Valentina suppressed a small grin. Her plan was beginning to come together. But there was... one more complication, too...

Valentina brushed the madness of it out of her head for the moment. She mentally went over the layout of this "lifeboat" one more time as the elevator rose near it. The main cabin was a pair of PPD-10 Hitchhiker modules bolted together. Below or behind that was a small vestibule with the aft-facing docking port. It could be used as an airlock, in a pinch. The fuel tanks and egress engines were mounted to the sides, the latter just covered by the protective payload shroud. Until now they hadn't bothered to tell her what was in those tanks. 

Topping the volatile mess was a stripped down Mark1-2 command pod. She noted the designers had taken a page from the Ussari manual and put a hatch in the heatshield to access the main cabin. That command pod became the center of her nascent plan. Somehow, she had to survive. Destroying that ship seemed a minor thing, now. She had to survive and find Edmund. Fix this whole thing. Blow up the Jool ship, escape in the lifeboat, use the pod to return to Kerbin. The rest was still a bit foggy, but then get to Edmund. Save him. Put him in one of those cryo-things if she had to. Save everyone. There was just one slight complication with all that...

"Erm, Captain?" the technician looked at her with concern. 

"Yes, sorry..." Valentina pushed the thoughts away and tried to pay attention. 

The other Kerbal grinnned, "your chariot awaits!" He swung open the hatch to the capsule. 

Poking her helmeted head inside with caution, she mused that the KSA had a true talent for making cramped spacecraft. In mock-ups she had seen elsewhere, the Mk1-2 actually seemed roomy, but nearly all the space in this one was taken up by the six cryo-tubes arranged in a petal-like ring around the central hatch. 

Valentina had a very good look at one as she squeezed past to the makeshift launch couch in the center. It looked like a coffin with a glass lid. She shuddered and moved on quickly to where the couch was mounted, just over the open hatch and in front of a high-tech yet rudimentary instrument panel.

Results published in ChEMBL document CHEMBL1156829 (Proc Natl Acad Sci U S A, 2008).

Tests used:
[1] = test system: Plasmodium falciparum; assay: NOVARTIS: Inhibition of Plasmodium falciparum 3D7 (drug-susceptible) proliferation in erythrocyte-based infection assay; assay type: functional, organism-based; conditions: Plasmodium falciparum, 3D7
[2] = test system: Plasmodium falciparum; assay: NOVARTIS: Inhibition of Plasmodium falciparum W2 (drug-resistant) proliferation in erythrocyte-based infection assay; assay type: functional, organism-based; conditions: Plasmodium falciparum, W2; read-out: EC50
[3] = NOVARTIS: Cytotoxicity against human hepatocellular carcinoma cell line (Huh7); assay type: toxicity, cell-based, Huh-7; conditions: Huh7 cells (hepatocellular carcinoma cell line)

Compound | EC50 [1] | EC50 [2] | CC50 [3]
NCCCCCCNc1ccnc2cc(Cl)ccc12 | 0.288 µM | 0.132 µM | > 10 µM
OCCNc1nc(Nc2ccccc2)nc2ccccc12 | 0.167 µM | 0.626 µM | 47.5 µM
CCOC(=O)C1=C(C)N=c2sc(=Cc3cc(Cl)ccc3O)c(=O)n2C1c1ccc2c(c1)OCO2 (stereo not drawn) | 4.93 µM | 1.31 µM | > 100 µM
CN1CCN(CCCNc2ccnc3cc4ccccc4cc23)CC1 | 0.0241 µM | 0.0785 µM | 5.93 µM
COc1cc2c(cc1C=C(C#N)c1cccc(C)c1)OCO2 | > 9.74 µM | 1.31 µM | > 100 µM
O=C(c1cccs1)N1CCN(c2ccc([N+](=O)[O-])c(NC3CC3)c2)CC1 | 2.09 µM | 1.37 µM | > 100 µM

She could do this. The Jool ship would be uncrewed. She had a good plan. It wasn't perfect, still needed some fleshing out, but it was solid.

There was just one teeny-tiny itsy-bitsy little complication. 

Before hauling herself up into her couch, she took a look down through the open hatch to the main cabin... where a squad of anxious looking technicians were crawling over Igor like little white ants getting him strapped in. 

Igor. She hadn't counted on Igor. Although she found it quite remarkable how quickly they wrangled up a space suit for him, some leftover from the cancelled cis-münar bovine project. It still bore the fading Ussari flags. She had the feeling this place excelled at quick response to changing mission plans. Despite knowing what was behind it all, she couldn't help but be impressed. 
With another sigh, she rolled into the launch couch. Three large CRT multifunction displays and their rings of buttons stared back at her. Those, and the ever-present MechIVAN box with its big pair of lights and silly antenna. Or... whatever this KSA knockoff was. Hmm. No obvious controls. Perhaps the CRT's—

"Good morning, Captain," said a calm voice. 

"Gah!" screamed Valentina. Her head snapped back and forth as she searched for newcomer. Finding only the technician, with a rather dull look in his eyes, the question had just formed on her lips when—

"Greetings," said the voice, "I am the Inertia, Velocity, Attitude, and Navigation system, revision nine thousand, prototype number one."

Her eyes finally found...

You have got to be kidding me.

"I became operational at the Layland-Wutani plant in Kokyo, Gytep, on the septeenth of Octember approximately six months ago."

That big green light... almost like a lens... it really was looking at her! Stamped on a plate just above it was the name IVAN 9000, No. 1.

"My instructor was Dr. Kerman-desu, and she taught me to sing a song," the voice continued, "if you'd like to hear it I can sing it for you."

Valentina had just opened her mouth when—

"No, IVAN," the technician slammed a fist against the panel, "she would not." He turned to her, "sorry, that's one of its screwy subroutines. One it gets started it just keeps going and going till it winds down to nothing. One of many bugs we're still chasing."

"You are quite right, Neldon, thank you for catching that," the voice said, "I am responsible for the operation and management of the emergency metabolic suspension systems, as well as navigation and control, except, of course, for the final docking maneuver."